Posers in Philadelphia

Benjamin Franklin Parkway

Benjamin Franklin Parkway

If there’s one thing we can all agree on, it’s that clusters of tourists are terrible. They get in the way when you want to take a photo, they block your thoroughfare through the streets and sidewalks, and all too often they seem obsessed with capturing the moment on a phone, camera or iPad instead of actually experiencing the moment for themselves. Every now and then I see something that epitomises this horror, and on this trip it happened in Philadelphia.

I had made my way down Benjamin Franklin Parkway taking in the beautiful views of the trees in the park and the Greek Revival architecture of the nearby buildings. The walk took me finally to the Philadelphia Museum of Art, which you may know for its stone steps that featured in the Rocky films. Sitting at the west end of the Parkway, it was a majestic sight to behold. I felt instantly drawn to it, and evidently I wasn’t the only one: it was the first place I’d been since New York that was surrounded by a quagmire of tourists. The place was, as some of my European friends might say, very “touristic”.

Philadelphia Museum of Art

Thankfully the statue is blocking a view of the great unwashed.

As I approached the building I surveyed the scene. I noticed immediately that something wasn’t quite right.  It wasn’t that I didn’t see a single person actually go into the art museum, though that was disheartening. It wasn’t that everyone was hyper-focused on the steps to the point that hardly any of them bothered to take photos of the surrounds, with the great views of the city skyline and the park. No, I think you can guess where this is going…

You know.

You know.

Yes, everyone was far too busy to do anything but get photos of themselves doing the Rocky pose.

But here’s where it gets sad. A disturbing number of people were doing the pose at the bottom of the stairs. Not halfway up. Not a few steps up. The bottom. These were people whose only interest in seeing the building was because of an iconic movie scene. All they cared about was getting a photo of themselves doing the pose, and they couldn’t even be bothered going up to the top of the stairs to do it.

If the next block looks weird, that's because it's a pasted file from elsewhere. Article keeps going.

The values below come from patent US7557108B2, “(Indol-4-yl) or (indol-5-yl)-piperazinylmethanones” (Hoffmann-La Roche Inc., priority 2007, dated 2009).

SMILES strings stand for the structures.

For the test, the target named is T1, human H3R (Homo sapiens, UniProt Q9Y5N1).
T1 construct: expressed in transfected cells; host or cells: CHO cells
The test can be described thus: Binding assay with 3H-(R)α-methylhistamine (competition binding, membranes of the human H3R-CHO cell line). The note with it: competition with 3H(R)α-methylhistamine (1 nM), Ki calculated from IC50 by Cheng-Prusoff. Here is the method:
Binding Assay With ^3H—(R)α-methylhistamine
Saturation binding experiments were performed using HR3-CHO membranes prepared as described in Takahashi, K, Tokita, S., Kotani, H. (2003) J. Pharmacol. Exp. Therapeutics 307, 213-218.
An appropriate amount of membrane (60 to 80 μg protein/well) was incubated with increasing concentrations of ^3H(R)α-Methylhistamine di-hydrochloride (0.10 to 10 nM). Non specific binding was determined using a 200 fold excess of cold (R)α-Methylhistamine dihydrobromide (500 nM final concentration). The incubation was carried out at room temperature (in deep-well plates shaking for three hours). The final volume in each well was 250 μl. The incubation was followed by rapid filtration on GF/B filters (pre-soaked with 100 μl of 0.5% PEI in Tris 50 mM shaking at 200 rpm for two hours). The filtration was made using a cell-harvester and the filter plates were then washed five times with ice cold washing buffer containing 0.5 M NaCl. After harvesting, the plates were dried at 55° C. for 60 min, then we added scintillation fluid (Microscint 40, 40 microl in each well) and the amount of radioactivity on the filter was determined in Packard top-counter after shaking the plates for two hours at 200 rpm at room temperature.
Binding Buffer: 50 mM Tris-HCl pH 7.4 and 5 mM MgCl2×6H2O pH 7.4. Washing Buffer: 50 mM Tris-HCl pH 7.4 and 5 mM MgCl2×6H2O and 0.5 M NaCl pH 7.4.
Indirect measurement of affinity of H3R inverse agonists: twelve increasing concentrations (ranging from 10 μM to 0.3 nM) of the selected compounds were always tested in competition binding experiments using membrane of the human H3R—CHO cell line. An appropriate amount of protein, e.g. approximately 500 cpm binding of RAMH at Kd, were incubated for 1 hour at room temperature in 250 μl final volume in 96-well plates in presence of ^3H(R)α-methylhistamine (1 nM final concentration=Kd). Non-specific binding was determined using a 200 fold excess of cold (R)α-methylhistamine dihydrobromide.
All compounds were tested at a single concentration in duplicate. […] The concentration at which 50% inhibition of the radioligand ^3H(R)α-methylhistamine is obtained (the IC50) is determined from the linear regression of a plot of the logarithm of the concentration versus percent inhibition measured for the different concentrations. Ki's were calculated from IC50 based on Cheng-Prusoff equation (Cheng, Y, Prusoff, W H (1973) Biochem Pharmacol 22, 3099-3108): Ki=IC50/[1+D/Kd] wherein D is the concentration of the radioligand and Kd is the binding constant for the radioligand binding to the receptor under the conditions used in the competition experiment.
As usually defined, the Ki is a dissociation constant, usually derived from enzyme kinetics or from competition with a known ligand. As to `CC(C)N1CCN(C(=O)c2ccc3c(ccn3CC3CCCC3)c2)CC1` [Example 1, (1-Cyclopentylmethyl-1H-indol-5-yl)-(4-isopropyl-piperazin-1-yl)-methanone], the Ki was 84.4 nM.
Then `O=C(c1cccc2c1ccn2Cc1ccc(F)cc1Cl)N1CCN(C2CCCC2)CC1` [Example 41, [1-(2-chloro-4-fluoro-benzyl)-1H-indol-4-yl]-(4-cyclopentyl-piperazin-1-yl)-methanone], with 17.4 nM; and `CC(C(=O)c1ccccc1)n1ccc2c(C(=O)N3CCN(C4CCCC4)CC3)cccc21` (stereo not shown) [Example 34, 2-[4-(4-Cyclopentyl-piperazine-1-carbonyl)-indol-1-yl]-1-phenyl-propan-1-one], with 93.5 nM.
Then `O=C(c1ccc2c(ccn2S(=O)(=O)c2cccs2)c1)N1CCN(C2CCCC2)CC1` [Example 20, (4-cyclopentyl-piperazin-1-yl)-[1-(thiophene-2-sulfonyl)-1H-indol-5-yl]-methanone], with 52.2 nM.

To think of everything that scene in the film stands for, for the ordinary guy to push his physical limits and achieve his goals, contrasted with bloated middle-aged tourists posing at the foot of stairs they would never climb; the irony was too much for me.

But perhaps I’m being too harsh. A handful of tourists actually did bother to walk up the stairs. I watched them lumbering up the steps, their brows sweaty despite the cold, their breathing laboured. The effort proved too much for some, who decided to get their photo at the halfway point. But a few managed to make it all the way, and I watched them get down on their haunches struggling to breathe before they could recover for their “triumphant” pose.

Statue Sunset 2

Statue and Sunset.

Look, I know most of these tourists weren’t young people, and a fair number of them were overweight. But you know, we’re only talking about 72 steps here. You can walk it. If you really care about recreating that iconic shot, I figure the least you can do is do it in the right place.

I should admit that I actually haven’t seen any of the Rocky films. Even if I had, I don’t go in for those photo-posing shenanigans, but I felt I had to do something. I had to bring some decency and decorum back into the world.

So I honoured the occasion by doing what no-one else there was prepared to do: actually running up the damn steps.

Who’d a thunk?

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